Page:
Previous research demonstrates that patients seek high-quality information on the World Wide Web, especially in rare conditions such as microtia. Social media has overtaken other sources of patient information but quality remains untested. This study quantifies the quality of information for patients with Microtia on social media compared with nonsocial media websites and compares physician and patient scoring on quality using the DISCERN tool.Methods:
In phase 1, quality of the top 100 websites featuring information “Microtia” was ranked according to quality score and position on Google showing the position of social media websites among other nonsocial media websites. Phase 2 involved independent scoring of websites on microtia compared with a patient group with microtia to test whether physicians score differently to patients with t test comparison.Results:
Social media websites account for 2% of the scored websites with health providers linking to social media. Social media websites were among the highest ranked on Google. No correlation was found between the quality of information and Google rank. Social media scored higher than nonsocial media websites regarding quality of information on microtia. No significant difference existed between physician and patient quality of information scores on social media and nonsocial media websites (p 1.033).Conclusion:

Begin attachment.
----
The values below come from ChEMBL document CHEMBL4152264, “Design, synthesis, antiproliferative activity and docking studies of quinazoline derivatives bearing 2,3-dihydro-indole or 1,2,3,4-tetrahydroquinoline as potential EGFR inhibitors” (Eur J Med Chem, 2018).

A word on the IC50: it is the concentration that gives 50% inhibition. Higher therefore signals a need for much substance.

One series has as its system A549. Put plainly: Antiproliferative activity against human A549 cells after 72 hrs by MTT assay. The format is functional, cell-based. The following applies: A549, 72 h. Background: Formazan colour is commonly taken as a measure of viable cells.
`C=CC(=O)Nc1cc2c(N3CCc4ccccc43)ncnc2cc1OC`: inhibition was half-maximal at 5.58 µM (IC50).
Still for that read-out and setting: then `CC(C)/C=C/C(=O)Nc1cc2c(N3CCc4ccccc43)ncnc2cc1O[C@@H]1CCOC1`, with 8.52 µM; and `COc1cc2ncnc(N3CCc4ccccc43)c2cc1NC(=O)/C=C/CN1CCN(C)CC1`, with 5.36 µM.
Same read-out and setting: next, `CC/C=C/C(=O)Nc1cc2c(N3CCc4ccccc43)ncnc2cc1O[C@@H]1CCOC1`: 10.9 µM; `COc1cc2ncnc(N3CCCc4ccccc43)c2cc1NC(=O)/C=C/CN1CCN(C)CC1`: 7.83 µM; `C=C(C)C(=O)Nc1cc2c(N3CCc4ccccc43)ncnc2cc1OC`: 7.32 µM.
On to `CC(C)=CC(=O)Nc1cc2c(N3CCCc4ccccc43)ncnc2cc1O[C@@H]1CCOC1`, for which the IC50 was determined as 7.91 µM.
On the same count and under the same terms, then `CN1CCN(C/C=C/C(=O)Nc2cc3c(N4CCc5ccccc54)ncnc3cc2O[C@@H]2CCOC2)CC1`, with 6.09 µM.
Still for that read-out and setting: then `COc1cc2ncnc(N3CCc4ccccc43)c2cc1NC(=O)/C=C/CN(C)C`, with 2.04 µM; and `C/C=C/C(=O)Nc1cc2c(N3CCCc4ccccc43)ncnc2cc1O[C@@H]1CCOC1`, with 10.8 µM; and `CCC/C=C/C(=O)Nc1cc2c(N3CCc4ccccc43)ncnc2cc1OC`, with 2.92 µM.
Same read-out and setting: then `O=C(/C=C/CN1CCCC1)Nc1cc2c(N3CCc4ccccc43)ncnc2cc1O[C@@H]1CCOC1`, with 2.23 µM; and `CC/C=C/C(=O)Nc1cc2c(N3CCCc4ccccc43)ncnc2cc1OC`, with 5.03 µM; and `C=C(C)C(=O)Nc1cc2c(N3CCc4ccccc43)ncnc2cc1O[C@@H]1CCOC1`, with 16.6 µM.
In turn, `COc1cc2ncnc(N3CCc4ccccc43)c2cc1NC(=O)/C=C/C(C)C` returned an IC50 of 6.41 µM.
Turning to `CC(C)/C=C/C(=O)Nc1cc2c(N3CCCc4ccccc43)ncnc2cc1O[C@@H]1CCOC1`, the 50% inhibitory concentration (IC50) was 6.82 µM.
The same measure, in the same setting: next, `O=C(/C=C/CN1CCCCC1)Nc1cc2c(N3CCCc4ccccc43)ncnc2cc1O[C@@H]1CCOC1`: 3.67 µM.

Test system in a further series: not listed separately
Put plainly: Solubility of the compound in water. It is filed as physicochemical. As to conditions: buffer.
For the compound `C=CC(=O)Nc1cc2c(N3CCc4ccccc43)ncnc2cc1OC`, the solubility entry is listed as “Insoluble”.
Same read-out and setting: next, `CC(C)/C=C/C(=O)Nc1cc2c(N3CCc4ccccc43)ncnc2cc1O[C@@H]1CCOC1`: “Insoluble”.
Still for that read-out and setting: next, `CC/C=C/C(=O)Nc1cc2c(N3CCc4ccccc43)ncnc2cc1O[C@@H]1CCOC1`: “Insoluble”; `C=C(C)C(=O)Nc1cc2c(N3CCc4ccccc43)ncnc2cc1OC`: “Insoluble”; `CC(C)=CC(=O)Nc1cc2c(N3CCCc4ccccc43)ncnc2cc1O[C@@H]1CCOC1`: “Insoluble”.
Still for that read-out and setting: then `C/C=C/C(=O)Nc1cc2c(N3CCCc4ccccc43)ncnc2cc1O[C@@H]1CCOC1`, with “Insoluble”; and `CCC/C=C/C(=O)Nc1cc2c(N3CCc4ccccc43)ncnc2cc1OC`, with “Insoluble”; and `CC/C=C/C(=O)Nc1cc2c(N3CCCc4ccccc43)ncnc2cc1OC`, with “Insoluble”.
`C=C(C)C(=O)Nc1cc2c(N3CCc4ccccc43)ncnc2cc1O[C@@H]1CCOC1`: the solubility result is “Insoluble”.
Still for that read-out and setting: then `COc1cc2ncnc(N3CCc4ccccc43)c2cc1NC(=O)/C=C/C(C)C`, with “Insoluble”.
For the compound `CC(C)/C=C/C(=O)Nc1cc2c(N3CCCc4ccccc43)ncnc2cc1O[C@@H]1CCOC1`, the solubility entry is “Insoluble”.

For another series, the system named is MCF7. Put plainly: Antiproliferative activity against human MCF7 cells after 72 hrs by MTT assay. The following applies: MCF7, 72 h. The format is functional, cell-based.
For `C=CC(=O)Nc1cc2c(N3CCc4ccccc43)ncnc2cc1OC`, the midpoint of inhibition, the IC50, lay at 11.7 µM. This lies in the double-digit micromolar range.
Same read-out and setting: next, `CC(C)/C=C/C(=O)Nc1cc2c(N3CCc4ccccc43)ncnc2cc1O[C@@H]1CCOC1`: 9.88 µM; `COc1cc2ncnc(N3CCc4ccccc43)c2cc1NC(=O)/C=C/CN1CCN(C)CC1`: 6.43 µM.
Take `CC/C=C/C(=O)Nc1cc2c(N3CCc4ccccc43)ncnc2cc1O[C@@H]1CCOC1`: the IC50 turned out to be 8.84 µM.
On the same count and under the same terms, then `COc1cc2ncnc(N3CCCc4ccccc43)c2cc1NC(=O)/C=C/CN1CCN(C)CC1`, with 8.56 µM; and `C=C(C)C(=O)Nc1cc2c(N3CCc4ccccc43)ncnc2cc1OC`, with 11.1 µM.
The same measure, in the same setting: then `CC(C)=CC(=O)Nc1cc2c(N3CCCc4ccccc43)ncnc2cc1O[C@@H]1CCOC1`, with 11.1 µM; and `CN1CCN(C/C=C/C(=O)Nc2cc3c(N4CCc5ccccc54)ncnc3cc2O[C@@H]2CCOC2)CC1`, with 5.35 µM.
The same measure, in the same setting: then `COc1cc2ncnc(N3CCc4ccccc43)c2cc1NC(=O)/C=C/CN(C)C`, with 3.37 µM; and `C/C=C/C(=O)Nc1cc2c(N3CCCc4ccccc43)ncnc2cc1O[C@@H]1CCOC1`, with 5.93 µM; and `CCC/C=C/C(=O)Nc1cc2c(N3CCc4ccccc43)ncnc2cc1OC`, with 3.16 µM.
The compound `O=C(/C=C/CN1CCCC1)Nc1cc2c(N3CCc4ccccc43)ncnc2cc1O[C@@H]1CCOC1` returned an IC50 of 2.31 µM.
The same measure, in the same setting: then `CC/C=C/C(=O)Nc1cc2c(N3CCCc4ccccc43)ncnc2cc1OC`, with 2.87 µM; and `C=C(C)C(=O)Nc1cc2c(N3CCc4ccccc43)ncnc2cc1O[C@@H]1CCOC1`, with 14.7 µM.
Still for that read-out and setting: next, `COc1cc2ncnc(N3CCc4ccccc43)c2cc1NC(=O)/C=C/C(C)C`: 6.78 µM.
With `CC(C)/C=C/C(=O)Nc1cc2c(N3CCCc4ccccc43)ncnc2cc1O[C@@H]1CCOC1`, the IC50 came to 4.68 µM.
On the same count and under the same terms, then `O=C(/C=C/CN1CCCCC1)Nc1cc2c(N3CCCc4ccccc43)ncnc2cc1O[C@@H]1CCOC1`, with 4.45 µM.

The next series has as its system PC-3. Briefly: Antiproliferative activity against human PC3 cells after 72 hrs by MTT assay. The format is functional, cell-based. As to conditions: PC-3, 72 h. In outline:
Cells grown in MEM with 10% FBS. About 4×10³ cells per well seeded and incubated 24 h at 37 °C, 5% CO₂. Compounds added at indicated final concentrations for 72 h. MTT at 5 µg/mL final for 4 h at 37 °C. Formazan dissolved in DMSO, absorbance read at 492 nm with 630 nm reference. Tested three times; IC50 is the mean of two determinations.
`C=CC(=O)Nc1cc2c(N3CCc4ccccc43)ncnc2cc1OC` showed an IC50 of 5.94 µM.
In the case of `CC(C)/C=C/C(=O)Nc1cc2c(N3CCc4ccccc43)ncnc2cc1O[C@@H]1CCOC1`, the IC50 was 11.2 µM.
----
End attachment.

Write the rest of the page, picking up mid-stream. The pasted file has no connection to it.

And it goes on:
Physicians and patients objectively score microtia websites alike. Social media websites have higher use despite being few in number compared with nonsocial media websites. Physicians providing links to social media on information websites on rare conditions such as microtia are engaging in current information-seeking trends.